Editorial: New Year’s resolutions

This is the last issue of Federal Computer Week for 2007, so we’d like to share some hopes and resolutions for 2008:

■ For the Bush administration/Office of Management and Budget: The countdown continues — 399 days left. Getting anything done becomes increasingly difficult as Jan. 20, 2009, nears. But we encourage the administration not to coast through the coming year.

■ For federal agencies: We believe Government 2.0 is on OMB’s to-do list. It should be. Agencies could benefit from putting into practice some of the principles of Web 2.0 applications, including the notions that all of us together are smarter than any one of us and sharing information can produce powerful results.

■ For Rep. Henry Waxman (D-Calif.):We hope the chairman of the House Oversight and Government Reform Committee will sit down for an interview with Federal Computer Week to discuss what he wants to accomplish.

■ For Rep. Tom Davis (R-Va.):We hope Davis decides to run for re-election in November. There are few other lawmakers who know or care about government procurement and information technology issues as much as he does.

■ For feds: We encourage you to resolve not to get mired in final-year syndrome and instead be a beacon of good government.

■ For Congress generally: Lawmakers have managed to attain what many thought was impossible: popularity ratings that rival those of a war-torn president. Few things are as simple as they seem, and there are certainly many reasons for those numbers.

Yet we have to believe that one is the inability to move beyond their differences to get work done.

One example: Moving into the second quarter of the fiscal year, Congress has yet to approve spending bills. There is blame on both ends of Pennsylvania Avenue, and the battle has an enormous impact on agencies’ ability to accomplish their missions.

■ Presidential candidates: We all understand that government management issues are not high on any presidential campaign’s platform, but the election this year has been filled with hyperbole. Republican candidate Rudy Giuliani made the foolish contention that his administration would not fill the positions of those who retire. Democratic candidate Hillary Clinton has said she would slash the number of government contractors. Again, there are real issues that deserve real solutions rather than campaign platitudes.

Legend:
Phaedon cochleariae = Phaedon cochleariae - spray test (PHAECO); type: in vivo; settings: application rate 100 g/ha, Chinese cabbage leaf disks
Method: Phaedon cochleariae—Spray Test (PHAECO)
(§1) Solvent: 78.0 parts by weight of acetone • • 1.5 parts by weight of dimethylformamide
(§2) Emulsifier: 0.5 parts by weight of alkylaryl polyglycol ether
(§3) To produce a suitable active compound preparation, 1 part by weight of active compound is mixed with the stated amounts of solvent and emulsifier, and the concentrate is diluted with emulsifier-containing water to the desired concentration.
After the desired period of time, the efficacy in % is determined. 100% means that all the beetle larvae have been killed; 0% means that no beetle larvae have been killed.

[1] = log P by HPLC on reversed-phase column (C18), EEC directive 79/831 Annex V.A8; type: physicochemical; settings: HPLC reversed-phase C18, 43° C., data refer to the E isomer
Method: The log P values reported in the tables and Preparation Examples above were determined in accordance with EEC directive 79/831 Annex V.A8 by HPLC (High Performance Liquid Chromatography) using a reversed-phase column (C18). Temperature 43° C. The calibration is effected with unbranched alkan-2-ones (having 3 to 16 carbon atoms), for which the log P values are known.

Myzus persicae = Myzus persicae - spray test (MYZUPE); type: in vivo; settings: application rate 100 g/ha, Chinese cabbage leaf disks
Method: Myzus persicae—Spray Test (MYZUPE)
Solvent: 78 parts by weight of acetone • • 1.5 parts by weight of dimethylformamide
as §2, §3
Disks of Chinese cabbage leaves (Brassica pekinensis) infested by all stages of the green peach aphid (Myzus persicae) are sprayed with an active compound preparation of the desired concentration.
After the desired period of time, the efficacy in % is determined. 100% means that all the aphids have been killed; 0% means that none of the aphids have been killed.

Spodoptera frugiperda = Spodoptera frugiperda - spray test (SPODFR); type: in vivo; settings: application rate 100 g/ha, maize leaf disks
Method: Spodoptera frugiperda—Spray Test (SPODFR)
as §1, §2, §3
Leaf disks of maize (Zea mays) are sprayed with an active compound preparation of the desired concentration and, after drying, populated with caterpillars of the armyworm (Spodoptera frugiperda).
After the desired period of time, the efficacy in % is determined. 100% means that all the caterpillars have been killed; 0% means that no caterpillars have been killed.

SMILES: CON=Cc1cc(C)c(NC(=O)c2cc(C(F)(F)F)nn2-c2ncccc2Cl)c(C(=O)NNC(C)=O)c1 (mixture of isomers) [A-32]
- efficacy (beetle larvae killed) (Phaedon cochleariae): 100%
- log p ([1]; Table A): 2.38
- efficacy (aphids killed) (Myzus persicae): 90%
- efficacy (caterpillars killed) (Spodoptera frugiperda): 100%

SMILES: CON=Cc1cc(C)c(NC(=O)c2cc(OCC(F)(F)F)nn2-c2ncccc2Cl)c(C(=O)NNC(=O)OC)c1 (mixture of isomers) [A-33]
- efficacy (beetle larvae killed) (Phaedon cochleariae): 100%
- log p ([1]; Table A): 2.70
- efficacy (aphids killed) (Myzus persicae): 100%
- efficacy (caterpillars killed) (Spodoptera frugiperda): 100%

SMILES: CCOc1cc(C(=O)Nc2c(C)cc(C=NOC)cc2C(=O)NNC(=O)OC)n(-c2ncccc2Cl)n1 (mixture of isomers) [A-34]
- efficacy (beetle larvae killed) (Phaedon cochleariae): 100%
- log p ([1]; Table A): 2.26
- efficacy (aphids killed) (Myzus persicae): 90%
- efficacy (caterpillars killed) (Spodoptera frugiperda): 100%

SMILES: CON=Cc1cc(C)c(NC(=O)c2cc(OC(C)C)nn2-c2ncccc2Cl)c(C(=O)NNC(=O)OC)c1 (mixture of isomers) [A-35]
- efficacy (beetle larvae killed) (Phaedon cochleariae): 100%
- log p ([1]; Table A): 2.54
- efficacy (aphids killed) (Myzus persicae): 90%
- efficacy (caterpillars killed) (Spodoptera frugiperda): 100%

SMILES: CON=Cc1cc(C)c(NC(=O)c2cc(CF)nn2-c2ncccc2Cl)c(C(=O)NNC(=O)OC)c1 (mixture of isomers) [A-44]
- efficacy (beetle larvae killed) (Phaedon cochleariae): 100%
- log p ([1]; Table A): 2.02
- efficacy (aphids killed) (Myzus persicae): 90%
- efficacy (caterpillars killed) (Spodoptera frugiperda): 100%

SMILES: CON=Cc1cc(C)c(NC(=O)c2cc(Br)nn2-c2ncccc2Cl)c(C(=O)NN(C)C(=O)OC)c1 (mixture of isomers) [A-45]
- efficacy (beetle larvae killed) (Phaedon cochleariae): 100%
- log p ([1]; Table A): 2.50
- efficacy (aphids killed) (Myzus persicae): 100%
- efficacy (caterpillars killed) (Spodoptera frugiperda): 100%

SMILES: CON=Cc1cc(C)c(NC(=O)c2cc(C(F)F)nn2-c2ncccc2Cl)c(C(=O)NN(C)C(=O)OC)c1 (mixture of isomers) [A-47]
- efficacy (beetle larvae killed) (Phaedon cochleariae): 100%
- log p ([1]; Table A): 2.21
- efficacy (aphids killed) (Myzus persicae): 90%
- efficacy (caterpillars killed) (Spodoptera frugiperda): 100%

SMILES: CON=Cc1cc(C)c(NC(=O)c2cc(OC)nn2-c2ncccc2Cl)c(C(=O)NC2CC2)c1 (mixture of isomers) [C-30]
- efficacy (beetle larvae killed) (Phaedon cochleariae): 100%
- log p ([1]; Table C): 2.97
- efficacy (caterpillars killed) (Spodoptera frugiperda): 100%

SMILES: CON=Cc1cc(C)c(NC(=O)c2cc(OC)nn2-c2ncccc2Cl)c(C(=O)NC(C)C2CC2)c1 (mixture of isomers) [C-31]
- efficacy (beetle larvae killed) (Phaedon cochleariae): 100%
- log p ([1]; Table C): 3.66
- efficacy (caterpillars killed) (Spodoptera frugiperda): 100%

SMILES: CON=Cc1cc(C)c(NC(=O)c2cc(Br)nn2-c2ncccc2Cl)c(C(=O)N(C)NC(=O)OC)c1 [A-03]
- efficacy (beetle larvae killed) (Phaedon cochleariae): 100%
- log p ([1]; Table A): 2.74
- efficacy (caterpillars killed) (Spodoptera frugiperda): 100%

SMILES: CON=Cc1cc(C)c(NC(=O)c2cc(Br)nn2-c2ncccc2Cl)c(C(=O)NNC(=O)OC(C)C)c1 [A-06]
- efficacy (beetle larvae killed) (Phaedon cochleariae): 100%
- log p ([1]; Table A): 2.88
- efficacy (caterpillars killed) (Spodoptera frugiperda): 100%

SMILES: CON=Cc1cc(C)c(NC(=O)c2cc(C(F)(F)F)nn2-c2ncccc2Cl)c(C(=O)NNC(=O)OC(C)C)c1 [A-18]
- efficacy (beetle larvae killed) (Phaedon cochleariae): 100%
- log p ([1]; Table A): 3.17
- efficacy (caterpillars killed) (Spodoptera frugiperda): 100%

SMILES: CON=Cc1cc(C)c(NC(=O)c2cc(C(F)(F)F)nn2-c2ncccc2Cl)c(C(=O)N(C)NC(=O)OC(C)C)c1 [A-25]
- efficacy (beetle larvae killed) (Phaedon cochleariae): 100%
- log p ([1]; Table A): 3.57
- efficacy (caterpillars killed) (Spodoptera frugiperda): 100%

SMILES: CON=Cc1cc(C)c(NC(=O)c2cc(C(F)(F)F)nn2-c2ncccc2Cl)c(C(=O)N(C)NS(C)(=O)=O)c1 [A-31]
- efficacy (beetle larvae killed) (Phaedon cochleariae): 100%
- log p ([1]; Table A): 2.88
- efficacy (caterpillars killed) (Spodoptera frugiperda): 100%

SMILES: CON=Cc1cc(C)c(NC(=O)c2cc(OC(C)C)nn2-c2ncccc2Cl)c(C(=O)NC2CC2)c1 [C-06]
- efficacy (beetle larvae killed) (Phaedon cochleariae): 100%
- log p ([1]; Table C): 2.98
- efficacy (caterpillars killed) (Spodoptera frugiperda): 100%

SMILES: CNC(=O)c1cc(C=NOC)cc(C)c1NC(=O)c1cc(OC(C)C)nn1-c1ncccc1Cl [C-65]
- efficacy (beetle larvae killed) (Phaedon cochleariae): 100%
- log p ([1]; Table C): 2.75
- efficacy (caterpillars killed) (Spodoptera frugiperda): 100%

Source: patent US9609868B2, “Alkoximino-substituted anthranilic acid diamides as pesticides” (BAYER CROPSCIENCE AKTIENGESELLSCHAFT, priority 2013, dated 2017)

Voters are eager for change. Offering reasoned solutions that can be discussed, debated and then enacted would be a welcome change.


FCW in Print

In the latest issue: Looking back on three decades of big stories in federal IT.


  • Anne Rung -- Commerce Department Photo

    Exit interview with Anne Rung

    The government's departing top acquisition official said she leaves behind a solid foundation on which to build more effective and efficient federal IT.

  • Charles Phalen

    Administration appoints first head of NBIB

    The National Background Investigations Bureau announced the appointment of its first director as the agency prepares to take over processing government background checks.

  • Sen. James Lankford (R-Okla.)

    Senator: Rigid hiring process pushes millennials from federal work

    Sen. James Lankford (R-Okla.) said agencies are missing out on younger workers because of the government's rigidity, particularly its protracted hiring process.

  • FCW @ 30 GPS

    FCW @ 30

    Since 1987, FCW has covered it all -- the major contracts, the disruptive technologies, the picayune scandals and the many, many people who make federal IT function. Here's a look back at six of the most significant stories.

  • Shutterstock image.

    A 'minibus' appropriations package could be in the cards

    A short-term funding bill is expected by Sept. 30 to keep the federal government operating through early December, but after that the options get more complicated.

  • Defense Secretary Ash Carter speaks at the TechCrunch Disrupt conference in San Francisco

    DOD launches new tech hub in Austin

    The DOD is opening a new Defense Innovation Unit Experimental office in Austin, Texas, while Congress debates legislation that could defund DIUx.

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